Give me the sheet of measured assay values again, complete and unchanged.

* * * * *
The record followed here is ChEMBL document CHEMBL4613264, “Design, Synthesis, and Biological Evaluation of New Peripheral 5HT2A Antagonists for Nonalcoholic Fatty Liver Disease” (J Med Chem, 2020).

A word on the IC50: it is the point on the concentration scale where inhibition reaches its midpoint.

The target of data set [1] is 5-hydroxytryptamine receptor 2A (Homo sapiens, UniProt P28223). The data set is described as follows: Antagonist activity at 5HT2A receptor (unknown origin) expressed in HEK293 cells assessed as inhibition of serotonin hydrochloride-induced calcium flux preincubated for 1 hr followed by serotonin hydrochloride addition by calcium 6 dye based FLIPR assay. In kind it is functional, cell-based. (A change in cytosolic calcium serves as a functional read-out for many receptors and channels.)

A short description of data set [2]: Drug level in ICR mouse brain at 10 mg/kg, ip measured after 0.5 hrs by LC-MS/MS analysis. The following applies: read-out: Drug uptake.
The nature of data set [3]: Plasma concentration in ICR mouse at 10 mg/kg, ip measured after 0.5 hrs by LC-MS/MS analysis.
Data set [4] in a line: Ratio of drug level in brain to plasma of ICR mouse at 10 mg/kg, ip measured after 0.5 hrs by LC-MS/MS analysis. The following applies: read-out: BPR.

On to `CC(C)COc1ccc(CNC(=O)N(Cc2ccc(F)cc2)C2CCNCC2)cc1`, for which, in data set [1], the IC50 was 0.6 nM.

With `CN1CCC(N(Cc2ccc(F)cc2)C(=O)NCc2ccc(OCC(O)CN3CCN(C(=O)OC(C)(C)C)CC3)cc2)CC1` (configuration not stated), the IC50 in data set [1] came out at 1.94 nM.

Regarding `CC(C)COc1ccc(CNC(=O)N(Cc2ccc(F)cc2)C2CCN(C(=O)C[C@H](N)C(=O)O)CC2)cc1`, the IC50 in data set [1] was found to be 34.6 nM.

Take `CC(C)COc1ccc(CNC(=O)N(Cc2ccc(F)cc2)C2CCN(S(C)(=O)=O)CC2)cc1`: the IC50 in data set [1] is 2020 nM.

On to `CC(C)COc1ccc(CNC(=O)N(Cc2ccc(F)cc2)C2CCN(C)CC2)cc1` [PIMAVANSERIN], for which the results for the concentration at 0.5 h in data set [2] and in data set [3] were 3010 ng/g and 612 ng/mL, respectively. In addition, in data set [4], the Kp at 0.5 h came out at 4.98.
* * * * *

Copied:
The record followed here is ChEMBL document CHEMBL4613264, “Design, Synthesis, and Biological Evaluation of New Peripheral 5HT2A Antagonists for Nonalcoholic Fatty Liver Disease” (J Med Chem, 2020).

A word on the IC50: it is the point on the concentration scale where inhibition reaches its midpoint.

The target of data set [1] is 5-hydroxytryptamine receptor 2A (Homo sapiens, UniProt P28223). The data set is described as follows: Antagonist activity at 5HT2A receptor (unknown origin) expressed in HEK293 cells assessed as inhibition of serotonin hydrochloride-induced calcium flux preincubated for 1 hr followed by serotonin hydrochloride addition by calcium 6 dye based FLIPR assay. In kind it is functional, cell-based. (A change in cytosolic calcium serves as a functional read-out for many receptors and channels.)

A short description of data set [2]: Drug level in ICR mouse brain at 10 mg/kg, ip measured after 0.5 hrs by LC-MS/MS analysis. The following applies: read-out: Drug uptake.
The nature of data set [3]: Plasma concentration in ICR mouse at 10 mg/kg, ip measured after 0.5 hrs by LC-MS/MS analysis.
Data set [4] in a line: Ratio of drug level in brain to plasma of ICR mouse at 10 mg/kg, ip measured after 0.5 hrs by LC-MS/MS analysis. The following applies: read-out: BPR.

On to `CC(C)COc1ccc(CNC(=O)N(Cc2ccc(F)cc2)C2CCNCC2)cc1`, for which, in data set [1], the IC50 was 0.6 nM.

With `CN1CCC(N(Cc2ccc(F)cc2)C(=O)NCc2ccc(OCC(O)CN3CCN(C(=O)OC(C)(C)C)CC3)cc2)CC1` (configuration not stated), the IC50 in data set [1] came out at 1.94 nM.

Regarding `CC(C)COc1ccc(CNC(=O)N(Cc2ccc(F)cc2)C2CCN(C(=O)C[C@H](N)C(=O)O)CC2)cc1`, the IC50 in data set [1] was found to be 34.6 nM.

Take `CC(C)COc1ccc(CNC(=O)N(Cc2ccc(F)cc2)C2CCN(S(C)(=O)=O)CC2)cc1`: the IC50 in data set [1] is 2020 nM.

On to `CC(C)COc1ccc(CNC(=O)N(Cc2ccc(F)cc2)C2CCN(C)CC2)cc1` [PIMAVANSERIN], for which the results for the concentration at 0.5 h in data set [2] and in data set [3] were 3010 ng/g and 612 ng/mL, respectively. In addition, in data set [4], the Kp at 0.5 h came out at 4.98.